I imagine it's easy to miss an item for redaction in a large document. OTOH, in light of the families wishes and the heavy redaction, I find it interesting that the client's name was left unredacted on one page.

Thanks for the background info, Mary.
The ultimate authority must always rest with the individual's own reason and critical analysis.
-Dalai Lama

Offline AnonLover

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Re: Narconon Deaths
« Reply #163 on: September 28, 2015, 11:24 »
I've been pulling infos from this thread for another project I'm working on, and while this isn't complete ATM (last few slides need to be completed and then the whole thing needs proofread/copyedited) I'm growing tired of digging up this thread for references. So for the sake of a useful thread bump, here it is awhile in early draft form...

Timeline of Scientology Drug Rehab Deaths
http://cdn.knightlab.com/libs/timeline3/latest/embed/index.html?source=1Kk1-1fZoAJNAcV2ng5NrQgoEdZPr7cUsKmsXony8EEk&font=Default&lang=en&initial_zoom=2&height=650

This timeline is also available as an embed code for use on other websites. I'll post that re-usable code ITT once I get all the work done. Meanwhile, corrections for typos, oversights or factual errors are most welcome.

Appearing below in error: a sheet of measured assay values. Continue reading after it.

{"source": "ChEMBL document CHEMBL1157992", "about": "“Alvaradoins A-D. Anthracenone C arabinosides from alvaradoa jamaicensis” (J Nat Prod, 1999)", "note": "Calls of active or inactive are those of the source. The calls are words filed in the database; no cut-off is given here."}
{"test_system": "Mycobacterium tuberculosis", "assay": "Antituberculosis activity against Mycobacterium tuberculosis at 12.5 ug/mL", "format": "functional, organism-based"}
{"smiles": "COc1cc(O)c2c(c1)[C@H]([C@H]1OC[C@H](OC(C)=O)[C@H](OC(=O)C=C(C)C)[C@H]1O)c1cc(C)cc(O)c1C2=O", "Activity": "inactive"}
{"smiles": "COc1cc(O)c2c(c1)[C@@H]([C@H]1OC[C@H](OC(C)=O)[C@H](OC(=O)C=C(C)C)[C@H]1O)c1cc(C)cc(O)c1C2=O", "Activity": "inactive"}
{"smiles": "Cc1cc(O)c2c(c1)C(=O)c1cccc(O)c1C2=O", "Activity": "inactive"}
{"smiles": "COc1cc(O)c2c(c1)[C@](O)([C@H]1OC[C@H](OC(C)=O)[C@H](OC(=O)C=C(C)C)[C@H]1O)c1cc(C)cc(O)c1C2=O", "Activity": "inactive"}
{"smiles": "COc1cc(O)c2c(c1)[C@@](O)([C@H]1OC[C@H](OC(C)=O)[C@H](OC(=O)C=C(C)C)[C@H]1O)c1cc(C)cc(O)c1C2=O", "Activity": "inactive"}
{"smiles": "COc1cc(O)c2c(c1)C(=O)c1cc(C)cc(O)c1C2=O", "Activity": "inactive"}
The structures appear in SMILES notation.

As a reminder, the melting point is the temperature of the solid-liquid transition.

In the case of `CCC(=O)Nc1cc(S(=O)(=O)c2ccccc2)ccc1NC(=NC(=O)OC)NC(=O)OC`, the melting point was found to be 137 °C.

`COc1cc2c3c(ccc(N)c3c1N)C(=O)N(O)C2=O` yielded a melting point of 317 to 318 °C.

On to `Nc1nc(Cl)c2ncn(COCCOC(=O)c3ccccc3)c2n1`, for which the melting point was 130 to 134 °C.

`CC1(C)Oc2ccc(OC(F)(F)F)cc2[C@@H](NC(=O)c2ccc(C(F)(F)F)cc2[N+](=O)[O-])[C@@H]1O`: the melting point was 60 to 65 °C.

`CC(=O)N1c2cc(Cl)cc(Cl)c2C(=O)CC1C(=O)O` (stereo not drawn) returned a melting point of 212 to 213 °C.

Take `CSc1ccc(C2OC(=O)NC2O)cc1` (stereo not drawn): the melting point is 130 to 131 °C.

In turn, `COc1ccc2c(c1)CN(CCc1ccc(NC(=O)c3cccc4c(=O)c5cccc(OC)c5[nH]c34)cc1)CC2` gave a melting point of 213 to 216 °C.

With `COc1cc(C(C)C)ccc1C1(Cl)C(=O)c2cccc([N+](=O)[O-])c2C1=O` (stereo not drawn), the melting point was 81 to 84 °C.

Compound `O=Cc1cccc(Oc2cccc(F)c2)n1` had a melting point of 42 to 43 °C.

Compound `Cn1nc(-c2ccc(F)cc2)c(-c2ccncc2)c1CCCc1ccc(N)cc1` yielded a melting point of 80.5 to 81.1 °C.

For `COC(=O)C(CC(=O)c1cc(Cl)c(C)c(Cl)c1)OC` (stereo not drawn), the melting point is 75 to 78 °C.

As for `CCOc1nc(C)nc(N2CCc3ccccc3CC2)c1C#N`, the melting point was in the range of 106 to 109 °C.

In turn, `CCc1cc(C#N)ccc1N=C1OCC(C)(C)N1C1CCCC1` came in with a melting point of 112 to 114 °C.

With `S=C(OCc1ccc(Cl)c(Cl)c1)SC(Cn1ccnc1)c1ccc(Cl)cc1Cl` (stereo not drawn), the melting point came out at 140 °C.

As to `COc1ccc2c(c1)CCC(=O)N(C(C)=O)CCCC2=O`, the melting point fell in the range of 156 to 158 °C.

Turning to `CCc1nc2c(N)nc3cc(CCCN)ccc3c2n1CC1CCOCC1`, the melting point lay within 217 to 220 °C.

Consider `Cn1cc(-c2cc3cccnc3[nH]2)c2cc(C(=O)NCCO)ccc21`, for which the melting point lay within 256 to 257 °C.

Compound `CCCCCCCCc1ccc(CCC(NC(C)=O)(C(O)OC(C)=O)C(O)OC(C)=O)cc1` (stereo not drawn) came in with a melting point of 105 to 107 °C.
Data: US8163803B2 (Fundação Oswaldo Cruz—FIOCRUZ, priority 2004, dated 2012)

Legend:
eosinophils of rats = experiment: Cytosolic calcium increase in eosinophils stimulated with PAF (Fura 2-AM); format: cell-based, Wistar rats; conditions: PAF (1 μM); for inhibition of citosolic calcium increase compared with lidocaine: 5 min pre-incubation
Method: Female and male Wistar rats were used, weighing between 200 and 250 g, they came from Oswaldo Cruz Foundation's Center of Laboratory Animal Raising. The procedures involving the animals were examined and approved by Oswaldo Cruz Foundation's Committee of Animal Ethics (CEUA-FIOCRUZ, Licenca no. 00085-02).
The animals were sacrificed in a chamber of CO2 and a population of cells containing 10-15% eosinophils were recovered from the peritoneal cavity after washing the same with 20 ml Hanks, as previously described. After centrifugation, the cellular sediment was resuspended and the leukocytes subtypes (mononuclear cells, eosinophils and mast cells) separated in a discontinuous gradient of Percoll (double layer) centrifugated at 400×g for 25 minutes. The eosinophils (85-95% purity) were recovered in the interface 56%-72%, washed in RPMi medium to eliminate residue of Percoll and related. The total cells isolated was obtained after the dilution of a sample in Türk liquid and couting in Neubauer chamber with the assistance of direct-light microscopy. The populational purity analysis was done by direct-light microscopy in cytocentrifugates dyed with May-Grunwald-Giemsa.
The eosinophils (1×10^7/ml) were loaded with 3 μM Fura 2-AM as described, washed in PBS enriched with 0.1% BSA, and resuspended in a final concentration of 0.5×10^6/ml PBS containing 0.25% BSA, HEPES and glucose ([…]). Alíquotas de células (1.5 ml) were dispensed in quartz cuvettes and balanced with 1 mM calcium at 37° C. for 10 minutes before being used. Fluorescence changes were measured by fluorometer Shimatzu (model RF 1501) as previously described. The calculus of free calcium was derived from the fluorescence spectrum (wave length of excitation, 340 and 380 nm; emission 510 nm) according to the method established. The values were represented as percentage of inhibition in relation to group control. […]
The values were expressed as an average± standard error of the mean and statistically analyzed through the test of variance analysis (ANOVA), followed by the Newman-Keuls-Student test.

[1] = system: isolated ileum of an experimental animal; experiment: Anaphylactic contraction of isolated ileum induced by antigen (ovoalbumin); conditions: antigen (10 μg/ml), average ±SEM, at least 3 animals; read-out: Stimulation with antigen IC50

Offline mefree

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Re: Narconon Deaths
« Reply #164 on: March 04, 2016, 17:12 »
This is a follow-up story to one that Tony O. wrote in November involving another death.

Scientology officials panicked about overdose death of star Narconon pupil: Boyfriend - Tony Ortega's The Underground Bunker

Quote
In November, we told you about the death of Tabatha Lynn Fauteux, a 26-year-old New Hampshire woman who was found dead in a Los Angeles apartment, apparently of a drug overdose. She had been staying at the apartment with a boyfriend for several weeks while the two of them underwent training in the Church of Scientology’s revamping of its drug rehab program, Narconon. Before they went to L.A. for the training, the two of them had been working together at Narconon’s clinic in Harlingen, Texas and had each been sober for about a year.